As I've written many times before, Localism doesn't just mean making the final unpopular rationing decision in dividing a cake whose size has already been determined by central government. Localism means having tax as well as spend powers. Sure, having a tax levied in Manchester that is not charged in Middlesborough leads to what the Daily Mail derides as a 'postcode lottery' in its support for central Statism, but sometimes local solutions can meet local problems. 

You can't go far in Vienna without seeing the familiar red lettering on a building's upper stories that proclaims it as a Council House (gemeindebau). The huge wave of housebuilding in the 1920s has left a legacy of some 600k people, around a third of Vienna's population, still living today in rented city-council housing. And they're not all poor, by any means. Some of those Alfred Loos designed apartment blocks have the same cachet as Dolphin Square. 

Their construction was originally funded by a city-wide Housing Tax and Luxury Tax, and they were allocated on the basis of need, with rents restricted to a proportion of average income. 

With the construction cost of a new house (excluding land, VAT and stamp duty, fees, cost of money etc) at (very roughly) £150k, it will take a lot of cash to build 300,000 new dwellings nationally. But break that figure down between public and private, and then down to locality, and it becomes manageable. Tax and land concessions together with penalty charges for unoccupied homes and delayed development, some suspensions of RTB in some council areas (e.g in all London boroughs), low cost finance through the Public Works Loan Board and a mix of other stick-and-carrot measures that would usefully include limited local taxation can facilitate new housing without additional burdens on the Treasury. 

I've little hope that Hammond, a grey and modest man of no real quality or ability, can display the imagination required, but we'll have to wait until Wednesday to see.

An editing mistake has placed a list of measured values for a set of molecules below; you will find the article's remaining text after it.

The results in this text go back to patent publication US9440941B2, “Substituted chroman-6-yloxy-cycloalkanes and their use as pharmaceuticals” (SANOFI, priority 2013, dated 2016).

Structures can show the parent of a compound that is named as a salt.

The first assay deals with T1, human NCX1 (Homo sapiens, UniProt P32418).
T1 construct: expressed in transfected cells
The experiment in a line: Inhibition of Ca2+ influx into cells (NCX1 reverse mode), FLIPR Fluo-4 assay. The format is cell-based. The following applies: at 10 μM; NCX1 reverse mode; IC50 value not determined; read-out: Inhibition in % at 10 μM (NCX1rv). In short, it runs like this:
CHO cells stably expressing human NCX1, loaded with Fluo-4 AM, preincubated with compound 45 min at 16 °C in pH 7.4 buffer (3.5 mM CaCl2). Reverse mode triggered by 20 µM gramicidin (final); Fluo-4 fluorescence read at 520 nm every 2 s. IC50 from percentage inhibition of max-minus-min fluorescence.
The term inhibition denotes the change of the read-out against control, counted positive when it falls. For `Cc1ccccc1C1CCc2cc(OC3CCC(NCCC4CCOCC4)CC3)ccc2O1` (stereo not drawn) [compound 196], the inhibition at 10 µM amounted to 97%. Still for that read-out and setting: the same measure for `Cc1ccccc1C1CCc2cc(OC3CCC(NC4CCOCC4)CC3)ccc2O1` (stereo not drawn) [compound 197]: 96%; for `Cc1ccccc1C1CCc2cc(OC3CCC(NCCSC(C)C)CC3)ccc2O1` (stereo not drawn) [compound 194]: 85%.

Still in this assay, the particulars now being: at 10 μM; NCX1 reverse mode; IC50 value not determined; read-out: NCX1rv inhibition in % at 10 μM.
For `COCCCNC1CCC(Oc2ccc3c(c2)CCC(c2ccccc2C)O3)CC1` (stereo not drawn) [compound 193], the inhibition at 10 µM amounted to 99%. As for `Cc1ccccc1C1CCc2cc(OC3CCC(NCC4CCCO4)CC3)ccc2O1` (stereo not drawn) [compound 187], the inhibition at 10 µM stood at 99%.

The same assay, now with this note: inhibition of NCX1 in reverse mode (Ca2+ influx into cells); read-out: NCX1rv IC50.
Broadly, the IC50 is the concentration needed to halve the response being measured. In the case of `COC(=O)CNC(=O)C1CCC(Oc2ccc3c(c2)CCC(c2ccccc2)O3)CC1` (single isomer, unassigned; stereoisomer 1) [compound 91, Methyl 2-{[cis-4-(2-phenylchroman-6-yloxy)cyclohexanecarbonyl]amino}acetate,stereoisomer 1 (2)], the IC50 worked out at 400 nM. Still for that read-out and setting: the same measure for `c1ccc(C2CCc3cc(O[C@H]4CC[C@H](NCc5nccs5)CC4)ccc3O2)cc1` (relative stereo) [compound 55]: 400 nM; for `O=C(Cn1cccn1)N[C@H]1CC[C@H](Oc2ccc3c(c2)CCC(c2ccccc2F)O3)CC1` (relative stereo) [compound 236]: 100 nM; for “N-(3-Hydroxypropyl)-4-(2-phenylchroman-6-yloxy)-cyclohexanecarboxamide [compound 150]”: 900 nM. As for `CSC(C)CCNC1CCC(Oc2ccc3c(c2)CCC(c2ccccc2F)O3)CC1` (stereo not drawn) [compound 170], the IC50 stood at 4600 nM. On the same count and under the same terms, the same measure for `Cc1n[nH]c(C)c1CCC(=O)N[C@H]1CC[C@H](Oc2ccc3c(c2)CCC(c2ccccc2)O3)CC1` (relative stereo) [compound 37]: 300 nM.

Sunday 19 November 2017

The love of alcohol

Over my life I've watched as several valued friends and many acquaintances have destroyed their lives with alcohol. All the while I've thanked providence for an immunity to addiction; whilst I'm quite happy with a three-day bender (though stamina flags with age) or a bottle every evening, I find that sometimes I go for days, even weeks without a drink; not intentional abstinence, just casual disuse. Yet I'm always up for a session - it being the prospect of good well lubricated company rather than the booze that attracts. 

The casualties have fallen away. An exceptional raconteur and indefatigable drinker, a man of warmth humour and erudition, lost first his solicitor's partnership then his marriage. Another collapsed in debt. A girlfriend who was a secretive and devious drunk and though I loved her it destroyed us. Dan Farson, Bacon's biographer, immensely talented, was a monster anytime after 11.00am. I think it was Farson who recounted the anecdote about he and Bacon visiting a subterranean afternoon drinking club in Soho; as they descended into the noxious gloom one of their party asked "What's that smell?" "Failure" responded Bacon, quick as a whip. And indeed the Colony Room Club, the French House and those other Soho haunts that have given me so much joy, such gales of laughter, such fine friends and lovers, are also peopled with the flotsam and jetsam of lives sunk by alcohol.